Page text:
Containment Schemas, Scripts, And Connection In D.H. Lawrence's "Daughters Of The Vicar," Iris Murdoch's A Fairly Honourable Defeat, And Monica Ali's Brick Lane: An Examination Of Englishness
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ProgramMaster of Arts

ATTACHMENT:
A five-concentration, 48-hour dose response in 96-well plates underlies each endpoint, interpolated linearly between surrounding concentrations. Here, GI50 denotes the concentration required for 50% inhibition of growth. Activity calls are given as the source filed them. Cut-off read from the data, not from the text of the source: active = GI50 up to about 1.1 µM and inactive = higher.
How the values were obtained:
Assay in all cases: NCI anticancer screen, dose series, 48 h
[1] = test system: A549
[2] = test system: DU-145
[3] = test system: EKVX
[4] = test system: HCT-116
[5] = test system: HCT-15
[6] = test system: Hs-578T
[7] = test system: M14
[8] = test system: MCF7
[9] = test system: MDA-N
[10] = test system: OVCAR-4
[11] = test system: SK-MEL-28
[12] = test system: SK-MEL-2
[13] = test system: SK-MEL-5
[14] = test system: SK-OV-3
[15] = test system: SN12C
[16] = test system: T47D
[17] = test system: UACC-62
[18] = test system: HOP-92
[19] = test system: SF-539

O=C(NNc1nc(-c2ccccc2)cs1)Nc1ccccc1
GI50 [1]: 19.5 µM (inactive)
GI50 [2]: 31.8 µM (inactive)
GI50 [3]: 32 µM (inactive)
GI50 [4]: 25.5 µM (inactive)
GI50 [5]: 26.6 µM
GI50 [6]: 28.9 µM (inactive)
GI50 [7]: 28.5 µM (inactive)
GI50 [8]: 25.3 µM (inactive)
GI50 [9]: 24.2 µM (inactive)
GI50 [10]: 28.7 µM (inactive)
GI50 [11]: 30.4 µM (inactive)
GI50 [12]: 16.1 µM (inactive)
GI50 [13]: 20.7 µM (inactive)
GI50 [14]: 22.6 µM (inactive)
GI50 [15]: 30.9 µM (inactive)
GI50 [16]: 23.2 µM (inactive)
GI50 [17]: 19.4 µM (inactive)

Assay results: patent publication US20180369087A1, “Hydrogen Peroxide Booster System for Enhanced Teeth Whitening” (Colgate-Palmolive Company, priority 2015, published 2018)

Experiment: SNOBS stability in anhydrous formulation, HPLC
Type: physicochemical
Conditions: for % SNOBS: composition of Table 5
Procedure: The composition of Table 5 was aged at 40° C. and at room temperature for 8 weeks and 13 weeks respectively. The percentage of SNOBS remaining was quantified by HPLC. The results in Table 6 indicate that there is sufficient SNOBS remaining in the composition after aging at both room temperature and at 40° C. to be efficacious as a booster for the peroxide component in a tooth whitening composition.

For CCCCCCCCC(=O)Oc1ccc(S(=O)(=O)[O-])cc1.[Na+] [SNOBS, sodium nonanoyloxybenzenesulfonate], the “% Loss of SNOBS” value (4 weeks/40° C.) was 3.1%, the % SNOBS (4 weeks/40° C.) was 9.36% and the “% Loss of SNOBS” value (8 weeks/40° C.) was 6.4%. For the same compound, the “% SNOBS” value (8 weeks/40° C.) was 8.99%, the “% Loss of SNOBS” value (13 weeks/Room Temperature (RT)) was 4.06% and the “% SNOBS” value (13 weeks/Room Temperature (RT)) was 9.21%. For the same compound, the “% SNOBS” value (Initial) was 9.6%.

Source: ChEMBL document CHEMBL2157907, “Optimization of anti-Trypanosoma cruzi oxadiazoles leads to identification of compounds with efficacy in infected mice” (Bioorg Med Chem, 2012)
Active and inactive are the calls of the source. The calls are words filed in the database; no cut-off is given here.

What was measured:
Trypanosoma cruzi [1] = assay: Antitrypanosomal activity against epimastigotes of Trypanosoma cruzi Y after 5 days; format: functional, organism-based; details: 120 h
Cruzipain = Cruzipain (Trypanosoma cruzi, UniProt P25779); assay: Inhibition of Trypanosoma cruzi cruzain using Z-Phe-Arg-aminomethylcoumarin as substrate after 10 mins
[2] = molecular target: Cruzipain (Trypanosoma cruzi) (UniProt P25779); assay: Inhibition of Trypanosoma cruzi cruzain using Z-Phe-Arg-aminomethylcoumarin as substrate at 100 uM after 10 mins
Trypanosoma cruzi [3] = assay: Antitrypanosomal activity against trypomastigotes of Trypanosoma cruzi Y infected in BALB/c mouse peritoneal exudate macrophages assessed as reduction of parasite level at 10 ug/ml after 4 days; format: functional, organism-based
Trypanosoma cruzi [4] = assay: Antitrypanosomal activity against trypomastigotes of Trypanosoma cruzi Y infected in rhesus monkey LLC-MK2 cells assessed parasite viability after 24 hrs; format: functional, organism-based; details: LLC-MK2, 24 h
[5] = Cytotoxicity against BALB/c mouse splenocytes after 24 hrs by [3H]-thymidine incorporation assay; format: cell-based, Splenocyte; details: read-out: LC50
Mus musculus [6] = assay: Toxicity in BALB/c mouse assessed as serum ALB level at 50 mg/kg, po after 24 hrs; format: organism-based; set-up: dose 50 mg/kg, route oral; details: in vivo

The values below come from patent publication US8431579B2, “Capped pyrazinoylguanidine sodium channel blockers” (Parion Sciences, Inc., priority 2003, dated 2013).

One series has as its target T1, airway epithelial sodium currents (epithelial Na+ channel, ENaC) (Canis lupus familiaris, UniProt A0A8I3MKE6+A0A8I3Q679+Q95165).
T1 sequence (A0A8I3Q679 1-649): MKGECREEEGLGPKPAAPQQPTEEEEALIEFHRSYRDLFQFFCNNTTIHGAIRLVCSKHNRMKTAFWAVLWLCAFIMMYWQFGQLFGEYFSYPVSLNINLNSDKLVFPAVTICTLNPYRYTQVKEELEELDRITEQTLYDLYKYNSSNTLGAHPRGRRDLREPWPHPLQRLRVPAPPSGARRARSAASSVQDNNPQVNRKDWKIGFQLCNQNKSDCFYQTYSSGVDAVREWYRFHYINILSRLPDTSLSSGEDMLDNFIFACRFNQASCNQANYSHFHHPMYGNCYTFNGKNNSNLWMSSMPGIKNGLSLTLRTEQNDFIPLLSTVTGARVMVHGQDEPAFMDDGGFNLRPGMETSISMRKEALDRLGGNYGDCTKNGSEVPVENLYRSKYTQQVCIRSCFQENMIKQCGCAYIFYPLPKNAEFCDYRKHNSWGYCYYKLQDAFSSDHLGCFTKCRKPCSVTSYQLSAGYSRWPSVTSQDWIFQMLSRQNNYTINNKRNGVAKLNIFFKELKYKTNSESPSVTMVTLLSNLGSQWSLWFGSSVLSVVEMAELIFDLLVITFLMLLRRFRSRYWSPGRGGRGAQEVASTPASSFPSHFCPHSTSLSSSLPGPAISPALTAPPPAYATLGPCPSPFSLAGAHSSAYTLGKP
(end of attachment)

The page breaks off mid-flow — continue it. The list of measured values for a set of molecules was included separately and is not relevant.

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This study will look at the representation and manifestation of physical and emotional connections between people and how they reflect the need to belong through three texts which suggest the creation of modern Britain. They include D.H. Lawrence's short story "Daughters of the Vicar" (1914), Iris Murdoch's A Fairly Honourable Defeat (1970), and Monica Ali's Brick Lane (2003). In studying the representation of physical and emotional connections, the writer will use script theory and containment schemas to illustrate that the creation and need for a closed community is in many ways uniquely British. The definitions for containment schemas provided by Mark Johnson and Michael Kimmel, and the definitions of script theory given by Dennis Mercadal and Derek Edwards, will be used. The analysis reveals that characters exhibit the need for closed communities, and they are equally able to abandon these closed communities. The writer will also show that these texts are themselves containers and revision of scripts which serve to illustrate the nature of containers and scripts. These three texts are very appropriate because they exist at important moments in British history that are essential to the evolution of multicultural Britain. The texts are connected by characters whose existences are permeated by loneliness, which they attempt to escape-to different degrees of success-by changing containers and/or scripts. Englishness, the idea of a distinct English national identity, is a cultural construction rooted in England's identity crises. The meaning of Englishness changes according to the combination of social, economic, political, and historical forces at play. Regardless of what form English national identity takes, its exclusive nature brings the people of England together. Britishness, unlike Englishness, is tied to the British Empire. As the empire fell in the 20th century, so did the power of Britishness. Britishness and Englishness are distinct identities with many similarities, though members of the British Empire, who were not born in England and have no ancestral connection to England, are more likely to claim a British rather than an English identity. In the 21st century, Englishness and Britishness have become transient identities because nationalism has lost its allure, and the empire no longer exists. People no longer believe that it is necessary to be English all the time; instead, embracing a multiplicity of identities has become the norm. "Daughters of the Vicar" provides an insightful look into the social choices made by the family of a vicar, with a special focus on the vicar's wife, his daughters, and their husbands. Their social choices tie them to people. In this text, Lawrence anticipates a British movement away from defining success through social class, to defining success through the happiness or contentment found in relationships, with no regard for socioeconomic status. A Fairly Honourable Defeat is also an examination of relationships. Unlike "Daughters of the Vicar," which looks at the formation of relationships at the beginning of the 20th century, A Fairly Honourable Defeat looks at already formed relationships between lovers and friends during the peak of 20th century Britain (before the dismantling of the welfare state). These relationships are put to the test by Julius King, who is the incarnation of cynicism and whom Iris Murdoch casts as an ambiguous villain. Characters appear to be most happy when they come to the realization that happiness is not a product of one's self, but is created through genuine connections forged with others. The final work examined in this work is Monica Ali's Brick Lane, which is set in 21st century multicultural Britain. In this book, Nazneen is a citizen of Bangladesh, which was previously part of the British Empire. She migrates to London due to an arranged marriage to a much older man. Nazneen attempts to succeed in Britain while being pulled in one direction by her traditions and in another direction by modernity in Britain. The cultural conflicts are echoed by her sister Hasina, who remains in Bangladesh and, like Nazneen, attempts to find success and happiness. The sisters discover that regardless of whether they remain oppressed or free in Bangladesh, or oppressed or free in London, what matters is how they interact with others. The three works are written during the emergence of a new multifaceted cultural England. This England is a product of the influences of Britain's colonies, the dying throes of the Empire, and later, the influx of former colonials as immigrants. "Daughters of the Vicar" was written at the start of the twentieth century, and Lawrence made revisions to it as late as October 1914, during the First World War. Similarly, Murdoch's work was published after the Second World War, at the zenith of the welfare state, but immediately before its dismantling. During the late twentieth century setting of Murdoch's text, there are the beginnings of the new multicultural England that is seen in Ali's work. The three works combined produce a picture of a continually evolving Britain, with a continually evolving definition of what it means to be English or British.